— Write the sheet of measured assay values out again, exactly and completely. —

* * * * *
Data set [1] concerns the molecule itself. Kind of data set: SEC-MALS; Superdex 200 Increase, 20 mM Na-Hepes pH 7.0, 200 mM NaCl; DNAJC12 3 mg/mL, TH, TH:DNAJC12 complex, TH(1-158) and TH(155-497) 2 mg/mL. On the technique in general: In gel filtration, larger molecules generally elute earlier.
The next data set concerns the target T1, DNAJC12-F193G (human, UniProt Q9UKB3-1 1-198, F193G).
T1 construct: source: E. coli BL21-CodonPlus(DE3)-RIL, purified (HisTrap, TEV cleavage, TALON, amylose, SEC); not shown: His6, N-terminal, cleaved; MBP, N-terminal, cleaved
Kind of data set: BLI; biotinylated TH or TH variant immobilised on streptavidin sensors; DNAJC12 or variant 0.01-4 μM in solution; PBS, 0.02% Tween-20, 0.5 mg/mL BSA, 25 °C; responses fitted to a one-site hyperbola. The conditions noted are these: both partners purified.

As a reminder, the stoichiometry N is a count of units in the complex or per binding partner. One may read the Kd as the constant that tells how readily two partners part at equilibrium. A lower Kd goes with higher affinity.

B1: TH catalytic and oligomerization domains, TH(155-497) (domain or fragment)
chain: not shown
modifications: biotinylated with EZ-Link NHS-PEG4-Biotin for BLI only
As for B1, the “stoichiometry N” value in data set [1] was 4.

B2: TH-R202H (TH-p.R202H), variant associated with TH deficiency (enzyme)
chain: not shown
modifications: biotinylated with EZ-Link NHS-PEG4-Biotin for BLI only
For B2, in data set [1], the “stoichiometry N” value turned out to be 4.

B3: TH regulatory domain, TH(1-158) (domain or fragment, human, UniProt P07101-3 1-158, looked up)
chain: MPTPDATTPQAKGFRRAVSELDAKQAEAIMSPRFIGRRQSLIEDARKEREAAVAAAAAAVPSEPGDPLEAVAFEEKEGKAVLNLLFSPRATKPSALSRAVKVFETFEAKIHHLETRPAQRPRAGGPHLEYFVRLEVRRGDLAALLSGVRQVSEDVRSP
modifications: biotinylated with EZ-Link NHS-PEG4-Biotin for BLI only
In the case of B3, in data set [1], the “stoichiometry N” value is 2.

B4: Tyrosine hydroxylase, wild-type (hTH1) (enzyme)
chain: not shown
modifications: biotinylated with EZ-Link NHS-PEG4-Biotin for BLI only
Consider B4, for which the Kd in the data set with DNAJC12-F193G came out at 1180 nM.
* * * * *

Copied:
Data set [1] concerns the molecule itself. Kind of data set: SEC-MALS; Superdex 200 Increase, 20 mM Na-Hepes pH 7.0, 200 mM NaCl; DNAJC12 3 mg/mL, TH, TH:DNAJC12 complex, TH(1-158) and TH(155-497) 2 mg/mL. On the technique in general: In gel filtration, larger molecules generally elute earlier.
The next data set concerns the target T1, DNAJC12-F193G (human, UniProt Q9UKB3-1 1-198, F193G).
T1 construct: source: E. coli BL21-CodonPlus(DE3)-RIL, purified (HisTrap, TEV cleavage, TALON, amylose, SEC); not shown: His6, N-terminal, cleaved; MBP, N-terminal, cleaved
Kind of data set: BLI; biotinylated TH or TH variant immobilised on streptavidin sensors; DNAJC12 or variant 0.01-4 μM in solution; PBS, 0.02% Tween-20, 0.5 mg/mL BSA, 25 °C; responses fitted to a one-site hyperbola. The conditions noted are these: both partners purified.

As a reminder, the stoichiometry N is a count of units in the complex or per binding partner. One may read the Kd as the constant that tells how readily two partners part at equilibrium. A lower Kd goes with higher affinity.

B1: TH catalytic and oligomerization domains, TH(155-497) (domain or fragment)
chain: not shown
modifications: biotinylated with EZ-Link NHS-PEG4-Biotin for BLI only
As for B1, the “stoichiometry N” value in data set [1] was 4.

B2: TH-R202H (TH-p.R202H), variant associated with TH deficiency (enzyme)
chain: not shown
modifications: biotinylated with EZ-Link NHS-PEG4-Biotin for BLI only
For B2, in data set [1], the “stoichiometry N” value turned out to be 4.

B3: TH regulatory domain, TH(1-158) (domain or fragment, human, UniProt P07101-3 1-158, looked up)
chain: MPTPDATTPQAKGFRRAVSELDAKQAEAIMSPRFIGRRQSLIEDARKEREAAVAAAAAAVPSEPGDPLEAVAFEEKEGKAVLNLLFSPRATKPSALSRAVKVFETFEAKIHHLETRPAQRPRAGGPHLEYFVRLEVRRGDLAALLSGVRQVSEDVRSP
modifications: biotinylated with EZ-Link NHS-PEG4-Biotin for BLI only
In the case of B3, in data set [1], the “stoichiometry N” value is 2.

B4: Tyrosine hydroxylase, wild-type (hTH1) (enzyme)
chain: not shown
modifications: biotinylated with EZ-Link NHS-PEG4-Biotin for BLI only
Consider B4, for which the Kd in the data set with DNAJC12-F193G came out at 1180 nM.